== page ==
READ IT TO ME: Click play to listen to this post.
It is impossible to live without failing at something unless you live so cautiously that you might as well not have lived at all, in which case you have failed by default. —J.K. Rowling
The Oxford Dictionary defines failure as the lack of success in doing or achieving something. Really! Somehow, with so much emphasis placed upon not failing in our world, you would think they would come up with something more pronounced than that. If that’s what it is, who doesn’t fail, not once but dozens of times every day? I didn’t brush my teeth twice today, I ran two not three miles. I didn’t clean the house, wash the car, read 50 pages from the book I committed to wade through, meditate, and stop eating yogurt! Some days it seems that I don’t achieve anything that I committed to do! Does that make me a failure?
There is such emphasis upon hiding the “don’t be’s” that the things you achieve get overlooked or minimized. You did put your goals down on paper. You did run two of the three miles on your goal sheet. You did brush your teeth one time of the twice-a-day goal. You did read 10 of the 50 pages you committed to read. While there are many things you can do to adjust your focus, strategy, and effort to achieve more, you are less likely to maintain perspective without a more friendly view of the word failure.
Baseball great Mickey Mantle once reflected on the experience of his Hall of Fame baseball career. He said, “During my 18 years of Major League Baseball I came to bat almost 10,000 times. I struck out 1700 times and walked another 1,800 times. You figure a ball player will have about 500 at-bats a season. That means I played seven years without ever hitting the ball.”
The average experience of a baseball player is making an out, not getting a hit. In the presence of striving for success, even for someone as great as Mickey Mantle, there is a compelling story of difficulty and strife to share. Mantle’s authentic willingness to connect with his intimate battle with failure forced him to practice the fundamental basics of self-care. As a result, these commonplace experiences of struggle enabled him to look back at his Hall of Fame career and create a meaningful perspective from his experience of professional failure.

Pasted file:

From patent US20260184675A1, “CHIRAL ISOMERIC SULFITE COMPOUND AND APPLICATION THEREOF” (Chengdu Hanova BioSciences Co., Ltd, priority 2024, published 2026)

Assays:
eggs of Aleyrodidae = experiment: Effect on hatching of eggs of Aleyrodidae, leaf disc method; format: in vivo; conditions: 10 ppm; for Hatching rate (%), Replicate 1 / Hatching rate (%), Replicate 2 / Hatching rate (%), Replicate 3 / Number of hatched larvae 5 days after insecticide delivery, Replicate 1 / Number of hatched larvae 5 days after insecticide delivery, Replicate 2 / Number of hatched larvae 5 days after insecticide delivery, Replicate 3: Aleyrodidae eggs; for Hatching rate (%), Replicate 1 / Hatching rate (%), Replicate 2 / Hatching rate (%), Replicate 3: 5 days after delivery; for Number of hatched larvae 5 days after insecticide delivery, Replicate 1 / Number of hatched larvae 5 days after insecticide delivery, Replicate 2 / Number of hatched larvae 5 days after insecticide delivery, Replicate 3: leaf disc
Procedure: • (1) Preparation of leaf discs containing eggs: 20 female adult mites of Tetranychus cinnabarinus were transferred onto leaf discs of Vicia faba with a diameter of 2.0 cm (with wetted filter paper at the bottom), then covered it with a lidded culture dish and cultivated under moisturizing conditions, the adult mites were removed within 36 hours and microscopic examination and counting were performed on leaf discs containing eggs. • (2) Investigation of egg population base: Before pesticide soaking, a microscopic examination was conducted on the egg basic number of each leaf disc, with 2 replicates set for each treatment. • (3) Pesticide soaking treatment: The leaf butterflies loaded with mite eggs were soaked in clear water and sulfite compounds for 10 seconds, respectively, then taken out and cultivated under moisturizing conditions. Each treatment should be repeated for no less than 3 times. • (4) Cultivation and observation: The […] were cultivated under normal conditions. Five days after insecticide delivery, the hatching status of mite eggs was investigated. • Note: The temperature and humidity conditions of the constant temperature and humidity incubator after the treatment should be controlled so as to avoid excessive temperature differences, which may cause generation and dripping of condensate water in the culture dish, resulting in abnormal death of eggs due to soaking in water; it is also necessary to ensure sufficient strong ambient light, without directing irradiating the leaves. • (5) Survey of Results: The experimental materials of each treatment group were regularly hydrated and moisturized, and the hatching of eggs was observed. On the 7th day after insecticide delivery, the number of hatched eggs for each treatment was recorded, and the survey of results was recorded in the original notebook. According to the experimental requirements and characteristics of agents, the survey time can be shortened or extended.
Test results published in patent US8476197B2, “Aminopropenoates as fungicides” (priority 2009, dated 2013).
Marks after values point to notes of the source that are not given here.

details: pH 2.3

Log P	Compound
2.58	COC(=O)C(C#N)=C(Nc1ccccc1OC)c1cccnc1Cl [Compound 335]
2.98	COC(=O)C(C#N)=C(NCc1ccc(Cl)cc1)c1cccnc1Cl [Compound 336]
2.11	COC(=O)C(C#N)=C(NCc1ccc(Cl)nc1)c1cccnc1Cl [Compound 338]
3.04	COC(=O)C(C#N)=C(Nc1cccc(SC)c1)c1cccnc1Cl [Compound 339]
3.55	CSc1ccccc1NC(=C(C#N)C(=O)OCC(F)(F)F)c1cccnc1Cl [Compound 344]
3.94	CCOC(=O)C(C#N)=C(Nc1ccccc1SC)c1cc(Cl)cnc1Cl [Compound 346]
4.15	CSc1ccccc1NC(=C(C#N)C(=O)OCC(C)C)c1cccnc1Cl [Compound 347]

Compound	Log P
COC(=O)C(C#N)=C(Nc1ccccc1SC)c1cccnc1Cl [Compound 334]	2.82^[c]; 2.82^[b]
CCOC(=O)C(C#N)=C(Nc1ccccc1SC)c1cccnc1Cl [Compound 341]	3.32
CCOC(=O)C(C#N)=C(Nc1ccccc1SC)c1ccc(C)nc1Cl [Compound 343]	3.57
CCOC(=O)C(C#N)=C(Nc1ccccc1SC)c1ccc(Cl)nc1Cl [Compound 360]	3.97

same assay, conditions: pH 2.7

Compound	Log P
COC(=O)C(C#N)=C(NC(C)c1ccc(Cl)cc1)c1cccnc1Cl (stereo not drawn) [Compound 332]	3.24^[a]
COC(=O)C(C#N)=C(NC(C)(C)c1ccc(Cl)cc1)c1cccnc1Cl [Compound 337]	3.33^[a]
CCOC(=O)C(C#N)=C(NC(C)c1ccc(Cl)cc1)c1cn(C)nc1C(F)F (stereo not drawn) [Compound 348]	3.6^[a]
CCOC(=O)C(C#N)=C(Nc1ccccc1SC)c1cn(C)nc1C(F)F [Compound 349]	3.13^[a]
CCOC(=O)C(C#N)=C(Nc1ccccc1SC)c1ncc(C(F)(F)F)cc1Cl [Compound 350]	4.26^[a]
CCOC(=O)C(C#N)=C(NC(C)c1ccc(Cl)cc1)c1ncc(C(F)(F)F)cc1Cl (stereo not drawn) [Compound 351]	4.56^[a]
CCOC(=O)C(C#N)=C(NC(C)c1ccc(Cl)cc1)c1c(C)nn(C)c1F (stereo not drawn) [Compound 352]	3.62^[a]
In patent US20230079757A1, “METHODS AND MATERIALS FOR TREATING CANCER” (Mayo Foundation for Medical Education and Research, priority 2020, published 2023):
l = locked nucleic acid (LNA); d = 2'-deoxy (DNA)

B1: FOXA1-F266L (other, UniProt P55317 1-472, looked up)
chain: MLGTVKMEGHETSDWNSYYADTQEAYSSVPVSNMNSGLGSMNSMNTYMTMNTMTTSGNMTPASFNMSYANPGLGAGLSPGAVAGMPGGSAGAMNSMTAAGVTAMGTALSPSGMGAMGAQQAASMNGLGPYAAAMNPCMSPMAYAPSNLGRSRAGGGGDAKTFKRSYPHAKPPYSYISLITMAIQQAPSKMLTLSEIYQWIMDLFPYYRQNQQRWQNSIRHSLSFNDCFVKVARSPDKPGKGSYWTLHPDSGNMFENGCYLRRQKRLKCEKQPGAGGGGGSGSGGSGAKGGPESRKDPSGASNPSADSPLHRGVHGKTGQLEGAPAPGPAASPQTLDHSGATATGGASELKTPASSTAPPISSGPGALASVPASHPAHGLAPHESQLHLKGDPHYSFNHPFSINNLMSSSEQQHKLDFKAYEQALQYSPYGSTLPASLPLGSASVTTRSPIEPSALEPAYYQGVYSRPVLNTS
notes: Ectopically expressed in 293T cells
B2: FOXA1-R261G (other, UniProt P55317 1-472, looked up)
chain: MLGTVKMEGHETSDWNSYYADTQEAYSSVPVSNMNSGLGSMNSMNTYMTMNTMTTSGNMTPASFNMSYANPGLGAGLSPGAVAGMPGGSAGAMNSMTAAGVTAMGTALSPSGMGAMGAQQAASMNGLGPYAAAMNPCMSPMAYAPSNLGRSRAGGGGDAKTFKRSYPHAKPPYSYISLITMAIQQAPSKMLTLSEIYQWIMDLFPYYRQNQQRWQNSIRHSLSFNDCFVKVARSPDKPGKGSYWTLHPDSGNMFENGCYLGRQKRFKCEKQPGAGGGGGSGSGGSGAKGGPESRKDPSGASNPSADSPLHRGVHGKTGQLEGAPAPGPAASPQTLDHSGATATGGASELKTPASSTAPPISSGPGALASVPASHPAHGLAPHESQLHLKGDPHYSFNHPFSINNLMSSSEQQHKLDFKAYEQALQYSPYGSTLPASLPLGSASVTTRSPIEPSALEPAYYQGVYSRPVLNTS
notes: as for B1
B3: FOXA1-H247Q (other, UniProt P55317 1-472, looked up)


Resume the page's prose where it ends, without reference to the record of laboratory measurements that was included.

Here are a few things to reflect on when addressing failure in life.
1. Everyone experiences daily failure. It is one of the common threads of everyday living.
2. Make sure you underscore what you did do when you highlight what you didn’t.
3. Fail forward. Wallowing in the mud of failure only gets you more muddy and in need of a bath.
4. Take time to grieve. It’s a bummer to come up short after all that effort! Feel shitty! Embrace the bitterness, anger, disappointment, and emptiness that come with failed results. Express it fully! Philosophical reflection can come later.
5. Funnel your grief into action. Don’t act prematurely. When you embrace your feelings around failure, you will know when it’s time to get off your duff and act. Don’t allow negative self-talk to stymie your view of future destiny. Most achievements are completed amidst the roar of negative talk from the conniving inner critic that attempts to sabotage destiny. Learn to ignore the negativity within like an athlete learns to block out the hostile heckles and catcalls in a stadium.
6. Be a heart champion. Model how to go from blight to beauty. Know that failure is a part of life. Determine never to let an outcome define who you are. Instead, let your definition be determined by the vision of destiny you have within that supersedes any result.
7. Chisel out a North Star focus. Cultivate support from others around you to maintain an “eye of the tiger” pursuit of your purpose and plans of fulfilling your destiny.
8. Re-define prosperity. Rather than scaling back your vision, transcend your pursuit and go beyond concrete results that ultimately you don’t control. Embrace the unconditional confidence that no matter what you experience, you can go down and come back up.
9. Clarify what growth means toward the goal you seek to achieve. There are many definitions of growth. If you only know growth by measuring the end result, you will miss the incremental steps that are necessary to get to the end result. Carefully clarify each step needed in your journey. It will help you to enlighten what you can and cannot control.
Strength and inspiration come through the experience of failure by sharing and connecting with the human spirit of others. You will experience a genuine depth of human connection when you learn to stay in the presence of overwhelming discomfort triggered by failure. The human spirit is resilient and has the capacity to transform agony into poise and healing peace when the discomfort and heartache of failure is embraced and shared.